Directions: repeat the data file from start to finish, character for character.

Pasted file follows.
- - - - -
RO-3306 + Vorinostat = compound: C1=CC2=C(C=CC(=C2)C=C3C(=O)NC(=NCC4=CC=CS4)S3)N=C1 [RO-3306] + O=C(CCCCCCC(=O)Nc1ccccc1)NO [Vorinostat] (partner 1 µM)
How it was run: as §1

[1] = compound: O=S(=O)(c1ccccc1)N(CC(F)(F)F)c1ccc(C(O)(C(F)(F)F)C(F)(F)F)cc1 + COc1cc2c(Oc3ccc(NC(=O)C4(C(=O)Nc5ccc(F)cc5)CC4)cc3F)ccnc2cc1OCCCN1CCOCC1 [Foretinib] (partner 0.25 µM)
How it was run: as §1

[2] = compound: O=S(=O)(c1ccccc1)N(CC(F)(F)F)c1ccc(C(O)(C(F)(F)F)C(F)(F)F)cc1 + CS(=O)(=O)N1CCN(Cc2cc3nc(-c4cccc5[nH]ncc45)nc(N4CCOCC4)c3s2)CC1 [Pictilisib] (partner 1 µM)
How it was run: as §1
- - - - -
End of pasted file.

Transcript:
RO-3306 + Vorinostat = compound: C1=CC2=C(C=CC(=C2)C=C3C(=O)NC(=NCC4=CC=CS4)S3)N=C1 [RO-3306] + O=C(CCCCCCC(=O)Nc1ccccc1)NO [Vorinostat] (partner 1 µM)
How it was run: as §1

[1] = compound: O=S(=O)(c1ccccc1)N(CC(F)(F)F)c1ccc(C(O)(C(F)(F)F)C(F)(F)F)cc1 + COc1cc2c(Oc3ccc(NC(=O)C4(C(=O)Nc5ccc(F)cc5)CC4)cc3F)ccnc2cc1OCCCN1CCOCC1 [Foretinib] (partner 0.25 µM)
How it was run: as §1

[2] = compound: O=S(=O)(c1ccccc1)N(CC(F)(F)F)c1ccc(C(O)(C(F)(F)F)C(F)(F)F)cc1 + CS(=O)(=O)N1CCN(Cc2cc3nc(-c4cccc5[nH]ncc45)nc(N4CCOCC4)c3s2)CC1 [Pictilisib] (partner 1 µM)
How it was run: as §1